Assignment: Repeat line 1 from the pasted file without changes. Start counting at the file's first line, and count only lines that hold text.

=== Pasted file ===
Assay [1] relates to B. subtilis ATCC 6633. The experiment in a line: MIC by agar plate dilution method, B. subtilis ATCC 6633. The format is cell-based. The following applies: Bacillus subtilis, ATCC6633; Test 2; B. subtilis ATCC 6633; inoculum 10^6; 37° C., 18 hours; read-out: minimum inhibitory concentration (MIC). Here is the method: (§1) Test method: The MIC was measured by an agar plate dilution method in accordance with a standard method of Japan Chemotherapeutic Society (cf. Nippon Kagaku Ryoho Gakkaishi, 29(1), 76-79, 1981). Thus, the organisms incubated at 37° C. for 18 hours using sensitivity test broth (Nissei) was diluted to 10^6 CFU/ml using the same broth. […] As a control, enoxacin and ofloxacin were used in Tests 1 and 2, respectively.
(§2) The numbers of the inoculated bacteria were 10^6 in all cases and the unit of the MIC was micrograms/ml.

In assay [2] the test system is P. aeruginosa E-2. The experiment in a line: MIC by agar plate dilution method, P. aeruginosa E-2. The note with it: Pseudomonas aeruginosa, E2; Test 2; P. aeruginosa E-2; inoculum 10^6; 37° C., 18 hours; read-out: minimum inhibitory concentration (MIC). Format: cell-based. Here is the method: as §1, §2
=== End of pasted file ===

Assay [1] relates to B. subtilis ATCC 6633. The experiment in a line: MIC by agar plate dilution method, B. subtilis ATCC 6633. The format is cell-based. The following applies: Bacillus subtilis, ATCC6633; Test 2; B. subtilis ATCC 6633; inoculum 10^6; 37° C., 18 hours; read-out: minimum inhibitory concentration (MIC). Here is the method: (§1) Test method: The MIC was measured by an agar plate dilution method in accordance with a standard method of Japan Chemotherapeutic Society (cf. Nippon Kagaku Ryoho Gakkaishi, 29(1), 76-79, 1981). Thus, the organisms incubated at 37° C. for 18 hours using sensitivity test broth (Nissei) was diluted to 10^6 CFU/ml using the same broth. […] As a control, enoxacin and ofloxacin were used in Tests 1 and 2, respectively.